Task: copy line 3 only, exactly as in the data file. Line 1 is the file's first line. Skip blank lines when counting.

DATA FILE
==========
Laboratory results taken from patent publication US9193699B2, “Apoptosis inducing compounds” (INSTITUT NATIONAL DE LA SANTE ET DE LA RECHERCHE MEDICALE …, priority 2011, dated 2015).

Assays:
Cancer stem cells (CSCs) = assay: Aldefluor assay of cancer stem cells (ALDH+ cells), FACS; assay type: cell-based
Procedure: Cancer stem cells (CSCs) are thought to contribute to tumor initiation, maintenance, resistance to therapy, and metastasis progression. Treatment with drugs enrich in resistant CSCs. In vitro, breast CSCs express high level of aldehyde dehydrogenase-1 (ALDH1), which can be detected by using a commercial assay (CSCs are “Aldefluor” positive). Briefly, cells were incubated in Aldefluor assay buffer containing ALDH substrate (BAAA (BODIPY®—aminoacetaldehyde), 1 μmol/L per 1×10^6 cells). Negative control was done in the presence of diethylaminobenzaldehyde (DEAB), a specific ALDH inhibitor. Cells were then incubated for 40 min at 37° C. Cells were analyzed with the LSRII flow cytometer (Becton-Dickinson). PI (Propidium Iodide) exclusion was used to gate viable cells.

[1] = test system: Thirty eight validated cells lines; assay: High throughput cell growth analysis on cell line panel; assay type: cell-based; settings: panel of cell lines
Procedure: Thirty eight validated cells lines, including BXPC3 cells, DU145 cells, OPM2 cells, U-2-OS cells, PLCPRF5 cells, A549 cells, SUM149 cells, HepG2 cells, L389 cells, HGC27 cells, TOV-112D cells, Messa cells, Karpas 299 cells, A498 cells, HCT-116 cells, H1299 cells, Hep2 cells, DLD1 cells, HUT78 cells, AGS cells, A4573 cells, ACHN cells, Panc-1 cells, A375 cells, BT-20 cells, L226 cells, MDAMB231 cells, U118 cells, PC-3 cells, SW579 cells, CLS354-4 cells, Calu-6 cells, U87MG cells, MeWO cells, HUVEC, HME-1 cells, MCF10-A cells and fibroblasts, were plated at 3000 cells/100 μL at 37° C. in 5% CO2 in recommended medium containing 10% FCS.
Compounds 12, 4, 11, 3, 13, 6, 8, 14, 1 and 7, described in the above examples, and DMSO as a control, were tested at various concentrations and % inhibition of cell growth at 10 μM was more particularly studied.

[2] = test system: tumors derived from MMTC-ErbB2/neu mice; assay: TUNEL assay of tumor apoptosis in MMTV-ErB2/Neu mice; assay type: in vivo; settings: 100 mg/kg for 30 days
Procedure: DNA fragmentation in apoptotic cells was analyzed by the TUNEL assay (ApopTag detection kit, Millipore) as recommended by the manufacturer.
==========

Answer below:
Cancer stem cells (CSCs) = assay: Aldefluor assay of cancer stem cells (ALDH+ cells), FACS; assay type: cell-based